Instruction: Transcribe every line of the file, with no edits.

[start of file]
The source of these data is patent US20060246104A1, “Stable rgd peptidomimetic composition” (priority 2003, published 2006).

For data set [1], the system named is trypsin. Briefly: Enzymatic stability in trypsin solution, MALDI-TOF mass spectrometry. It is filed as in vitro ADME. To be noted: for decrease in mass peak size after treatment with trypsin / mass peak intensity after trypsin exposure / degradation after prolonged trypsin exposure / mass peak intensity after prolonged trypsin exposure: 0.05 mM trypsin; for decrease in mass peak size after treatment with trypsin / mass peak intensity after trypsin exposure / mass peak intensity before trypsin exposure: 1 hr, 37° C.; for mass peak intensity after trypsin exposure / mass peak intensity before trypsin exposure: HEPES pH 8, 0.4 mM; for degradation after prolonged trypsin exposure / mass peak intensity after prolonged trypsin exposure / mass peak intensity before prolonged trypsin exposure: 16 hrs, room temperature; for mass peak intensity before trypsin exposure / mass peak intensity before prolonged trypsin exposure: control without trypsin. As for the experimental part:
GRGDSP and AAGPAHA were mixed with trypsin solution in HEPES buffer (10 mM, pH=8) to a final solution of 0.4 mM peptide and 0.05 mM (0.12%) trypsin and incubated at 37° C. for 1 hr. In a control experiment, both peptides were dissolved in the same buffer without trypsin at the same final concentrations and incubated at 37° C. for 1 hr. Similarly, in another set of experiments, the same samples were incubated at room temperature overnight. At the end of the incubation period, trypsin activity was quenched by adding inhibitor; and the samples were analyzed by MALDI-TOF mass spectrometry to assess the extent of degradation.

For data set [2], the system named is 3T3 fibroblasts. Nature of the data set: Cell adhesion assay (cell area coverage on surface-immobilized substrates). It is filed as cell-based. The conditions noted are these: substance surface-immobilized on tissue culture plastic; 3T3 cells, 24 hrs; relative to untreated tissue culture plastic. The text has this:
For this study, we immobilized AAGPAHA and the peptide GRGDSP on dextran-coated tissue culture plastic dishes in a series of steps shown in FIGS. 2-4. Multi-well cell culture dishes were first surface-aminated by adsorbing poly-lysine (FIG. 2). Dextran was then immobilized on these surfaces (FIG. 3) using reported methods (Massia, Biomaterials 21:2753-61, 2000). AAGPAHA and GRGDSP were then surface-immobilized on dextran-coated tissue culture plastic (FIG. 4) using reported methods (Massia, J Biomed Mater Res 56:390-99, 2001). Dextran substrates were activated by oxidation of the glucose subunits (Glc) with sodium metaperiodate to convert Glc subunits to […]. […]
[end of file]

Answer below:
The source of these data is patent US20060246104A1, “Stable rgd peptidomimetic composition” (priority 2003, published 2006).

For data set [1], the system named is trypsin. Briefly: Enzymatic stability in trypsin solution, MALDI-TOF mass spectrometry. It is filed as in vitro ADME. To be noted: for decrease in mass peak size after treatment with trypsin / mass peak intensity after trypsin exposure / degradation after prolonged trypsin exposure / mass peak intensity after prolonged trypsin exposure: 0.05 mM trypsin; for decrease in mass peak size after treatment with trypsin / mass peak intensity after trypsin exposure / mass peak intensity before trypsin exposure: 1 hr, 37° C.; for mass peak intensity after trypsin exposure / mass peak intensity before trypsin exposure: HEPES pH 8, 0.4 mM; for degradation after prolonged trypsin exposure / mass peak intensity after prolonged trypsin exposure / mass peak intensity before prolonged trypsin exposure: 16 hrs, room temperature; for mass peak intensity before trypsin exposure / mass peak intensity before prolonged trypsin exposure: control without trypsin. As for the experimental part:
GRGDSP and AAGPAHA were mixed with trypsin solution in HEPES buffer (10 mM, pH=8) to a final solution of 0.4 mM peptide and 0.05 mM (0.12%) trypsin and incubated at 37° C. for 1 hr. In a control experiment, both peptides were dissolved in the same buffer without trypsin at the same final concentrations and incubated at 37° C. for 1 hr. Similarly, in another set of experiments, the same samples were incubated at room temperature overnight. At the end of the incubation period, trypsin activity was quenched by adding inhibitor; and the samples were analyzed by MALDI-TOF mass spectrometry to assess the extent of degradation.

For data set [2], the system named is 3T3 fibroblasts. Nature of the data set: Cell adhesion assay (cell area coverage on surface-immobilized substrates). It is filed as cell-based. The conditions noted are these: substance surface-immobilized on tissue culture plastic; 3T3 cells, 24 hrs; relative to untreated tissue culture plastic. The text has this:
For this study, we immobilized AAGPAHA and the peptide GRGDSP on dextran-coated tissue culture plastic dishes in a series of steps shown in FIGS. 2-4. Multi-well cell culture dishes were first surface-aminated by adsorbing poly-lysine (FIG. 2). Dextran was then immobilized on these surfaces (FIG. 3) using reported methods (Massia, Biomaterials 21:2753-61, 2000). AAGPAHA and GRGDSP were then surface-immobilized on dextran-coated tissue culture plastic (FIG. 4) using reported methods (Massia, J Biomed Mater Res 56:390-99, 2001). Dextran substrates were activated by oxidation of the glucose subunits (Glc) with sodium metaperiodate to convert Glc subunits to […]. […]